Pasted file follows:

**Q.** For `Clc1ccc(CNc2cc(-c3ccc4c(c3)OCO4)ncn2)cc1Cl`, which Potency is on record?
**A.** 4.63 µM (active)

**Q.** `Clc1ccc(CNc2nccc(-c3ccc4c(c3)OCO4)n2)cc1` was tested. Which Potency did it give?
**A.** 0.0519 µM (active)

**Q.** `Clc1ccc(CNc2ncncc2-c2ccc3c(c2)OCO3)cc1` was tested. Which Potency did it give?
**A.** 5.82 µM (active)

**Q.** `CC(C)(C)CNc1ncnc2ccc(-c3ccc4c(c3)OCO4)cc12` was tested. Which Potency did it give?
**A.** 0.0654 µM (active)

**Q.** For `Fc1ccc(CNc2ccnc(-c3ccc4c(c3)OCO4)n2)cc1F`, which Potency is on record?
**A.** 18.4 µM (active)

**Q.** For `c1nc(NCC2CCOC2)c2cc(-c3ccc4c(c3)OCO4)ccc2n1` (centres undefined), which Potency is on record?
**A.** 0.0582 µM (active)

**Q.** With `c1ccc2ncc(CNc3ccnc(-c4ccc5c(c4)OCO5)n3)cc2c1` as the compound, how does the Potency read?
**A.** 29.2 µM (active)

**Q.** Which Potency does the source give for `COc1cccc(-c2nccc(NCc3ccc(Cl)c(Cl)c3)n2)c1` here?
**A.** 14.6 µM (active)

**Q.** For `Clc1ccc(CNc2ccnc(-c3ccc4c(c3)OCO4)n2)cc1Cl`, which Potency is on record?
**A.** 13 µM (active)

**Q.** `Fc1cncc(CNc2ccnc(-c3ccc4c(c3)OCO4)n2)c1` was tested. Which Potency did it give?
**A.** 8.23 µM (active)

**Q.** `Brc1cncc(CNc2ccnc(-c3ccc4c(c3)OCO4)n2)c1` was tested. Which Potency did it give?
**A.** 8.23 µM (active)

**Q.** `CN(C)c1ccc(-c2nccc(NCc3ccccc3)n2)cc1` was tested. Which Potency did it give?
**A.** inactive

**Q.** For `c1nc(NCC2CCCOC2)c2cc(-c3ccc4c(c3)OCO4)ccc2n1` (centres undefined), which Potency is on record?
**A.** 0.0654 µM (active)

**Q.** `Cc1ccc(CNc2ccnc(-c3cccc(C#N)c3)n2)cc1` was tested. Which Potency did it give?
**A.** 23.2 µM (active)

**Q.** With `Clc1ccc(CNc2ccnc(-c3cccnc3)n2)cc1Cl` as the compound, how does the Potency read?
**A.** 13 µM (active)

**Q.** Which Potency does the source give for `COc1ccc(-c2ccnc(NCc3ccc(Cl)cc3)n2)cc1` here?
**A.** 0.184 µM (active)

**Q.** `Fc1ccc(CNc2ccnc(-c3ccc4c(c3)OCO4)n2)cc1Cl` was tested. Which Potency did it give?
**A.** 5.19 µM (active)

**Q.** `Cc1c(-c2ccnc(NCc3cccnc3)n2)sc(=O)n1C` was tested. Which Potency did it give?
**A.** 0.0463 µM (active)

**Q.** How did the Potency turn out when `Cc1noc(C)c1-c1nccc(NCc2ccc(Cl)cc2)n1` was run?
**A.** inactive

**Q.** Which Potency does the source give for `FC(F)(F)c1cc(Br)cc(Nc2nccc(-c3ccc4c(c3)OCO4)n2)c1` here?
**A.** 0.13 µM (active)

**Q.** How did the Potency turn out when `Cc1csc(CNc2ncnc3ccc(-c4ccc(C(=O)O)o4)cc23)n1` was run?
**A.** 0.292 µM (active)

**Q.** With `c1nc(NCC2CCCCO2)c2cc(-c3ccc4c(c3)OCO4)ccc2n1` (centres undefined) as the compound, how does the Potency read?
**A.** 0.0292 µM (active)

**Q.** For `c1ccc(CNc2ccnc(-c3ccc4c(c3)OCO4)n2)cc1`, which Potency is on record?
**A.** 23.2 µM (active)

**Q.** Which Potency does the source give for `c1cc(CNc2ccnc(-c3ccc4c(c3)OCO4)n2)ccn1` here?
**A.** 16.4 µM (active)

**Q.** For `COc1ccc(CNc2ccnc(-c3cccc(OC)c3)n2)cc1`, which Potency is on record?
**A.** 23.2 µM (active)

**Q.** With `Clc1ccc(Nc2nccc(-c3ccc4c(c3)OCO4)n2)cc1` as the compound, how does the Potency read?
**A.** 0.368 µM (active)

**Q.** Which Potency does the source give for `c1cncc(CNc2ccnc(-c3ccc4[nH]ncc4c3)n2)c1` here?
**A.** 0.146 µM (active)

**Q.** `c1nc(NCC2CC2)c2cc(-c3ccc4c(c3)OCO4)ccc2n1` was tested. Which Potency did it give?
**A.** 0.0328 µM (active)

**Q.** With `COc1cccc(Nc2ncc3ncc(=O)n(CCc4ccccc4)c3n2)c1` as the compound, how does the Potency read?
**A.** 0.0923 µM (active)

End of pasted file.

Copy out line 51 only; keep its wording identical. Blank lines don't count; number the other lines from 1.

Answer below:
**Q.** With `Clc1ccc(Nc2nccc(-c3ccc4c(c3)OCO4)n2)cc1` as the compound, how does the Potency read?